Our Laguna: More music, crowds at fourth Fête

If the Fête de la Musique had been held in an arena, it would have sold out.

The Laguna Beach Sister Cities Assn. stationed entertainers at about 30 locations downtown. Crowds gathered to listen, clap in time to the music, even dance and applaud, much as audiences will, or have done, this year around the world.

Music ranged from arias sung by Jenny Wang at Peppertree Lane Mall to the Grey Hill Gospel String Band by Tuvalu on Forest Avenue.

"Fête de la Musique was officially recognized in France in 1976 and is now celebrated in 110 countries, 250 cities," said Karen Philippsen, association president.

Opening ceremonies for the fourth annual Laguna installment included the national anthems of the United States and France, in honor of Laguna's sister city, Menton, France.

Early birds had been entertained by the Swing Society, a sub-set of the Laguna Concert Band.

The crowd included association members Carol Reynolds, a founder of the concert band; Fred and Jennifer Karam; Herb and Mary Rabe; and Odile Dewar, who teaches French at Laguna Beach High School,

Dewar, who has been recognized for her contributions to education, enthusiastically accompanied "The Marseilles" with voice and gestures.

Also in the opening ceremonies crowd: Joan Bushman.

"I was in Menton two weeks ago," Bushman said. "The hills are steeper, but the foliage is similar, and it is on a beach with a curve similar to Laguna's. Menton is also a smallish town, with a contained city center."

Performances started before the official opening. No Square Theatre singers and members of the cast of "Lagunatots," led by No Square founder Bree Burgess Rosen, entertained at Madison Square and Garden Café.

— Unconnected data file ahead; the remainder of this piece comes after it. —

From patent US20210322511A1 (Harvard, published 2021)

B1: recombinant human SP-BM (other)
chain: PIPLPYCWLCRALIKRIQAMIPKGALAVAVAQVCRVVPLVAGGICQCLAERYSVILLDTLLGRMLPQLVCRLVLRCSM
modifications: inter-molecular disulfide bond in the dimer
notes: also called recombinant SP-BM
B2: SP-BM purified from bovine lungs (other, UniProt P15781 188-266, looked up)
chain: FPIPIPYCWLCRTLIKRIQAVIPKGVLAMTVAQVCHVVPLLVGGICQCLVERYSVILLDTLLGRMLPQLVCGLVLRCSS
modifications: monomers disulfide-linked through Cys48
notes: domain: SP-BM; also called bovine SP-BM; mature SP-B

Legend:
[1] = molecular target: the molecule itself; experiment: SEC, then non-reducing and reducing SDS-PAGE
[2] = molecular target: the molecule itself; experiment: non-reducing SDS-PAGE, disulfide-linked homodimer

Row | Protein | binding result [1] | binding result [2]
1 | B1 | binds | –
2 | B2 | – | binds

Maps of performer's locations were available at the Cobblestones. Right next door, Birdsong and Eco-Wonders performed near Greeter's Corner. Just up the street by the Hotel Laguna, the McQueen Acoustic Band entertained. Across the street, H Charton, son of No Square President Lloyd Charton, was at Planno Plaza. Gary Adams was at 550 S. Coast Hwy. Chic Daniels, who orchestrated the event, so to speak, performed with April and Denis at the Collections Alcove.

Further afield, Barbara and Randy Hawthorne entertained on Glenneyre Street, north of Park Avenue, and Morea Arthur played in front of Sorrento Grille on the corner of Mermaid Street and Glenneyre. Anne Likes Red was set for the library.

Just across the highway from the Cobblestones on the north side of Forest Avenue, Carolin' Bells belted out their music in the Fingerhut Alcove. The Budrows were scheduled for the El Chico Alcove.

Eric Alcouloumre strummed his guitar by Tangible Assets. Madison Logan was at Spacialorder. Guitar Noir, which included Tommy Davy, son of Pageant of the Masters Director Diane Challis-Davy, played Jango Jazz at the breezeway between Bushard's Pharmacy and Fresh Produce.

Polly Leung was posted at Rose's in the lane between the post office and Coffee Pub. Ginger Hatfield sang and played the keyboard in the Laguna Colony courtyard.

Seven accordion students and a drummer from Martin Music Center in Fullerton performed in the Lumberyard Mall, conducted by Randy Martin.

On the other side of Forest: Mike de Bellis soloed on the saxophone in front of Quiksilver. Buck Naked and the Chapped Cheeks, with Jorg Dubin on drums, drew a crowd to the Sundried Tomato Café courtyard. The Blues Offenders played in the Laguna Presbyterian Church Rose Garden.

Ocean Avenue featured singer April Walsh, performing on the corner of Beach, Laguna Beach High School teacher Gary Shapiro on guitar at Zinc Café & Market, and a last minute addition, In Tempo, at the Laguna Art Supply.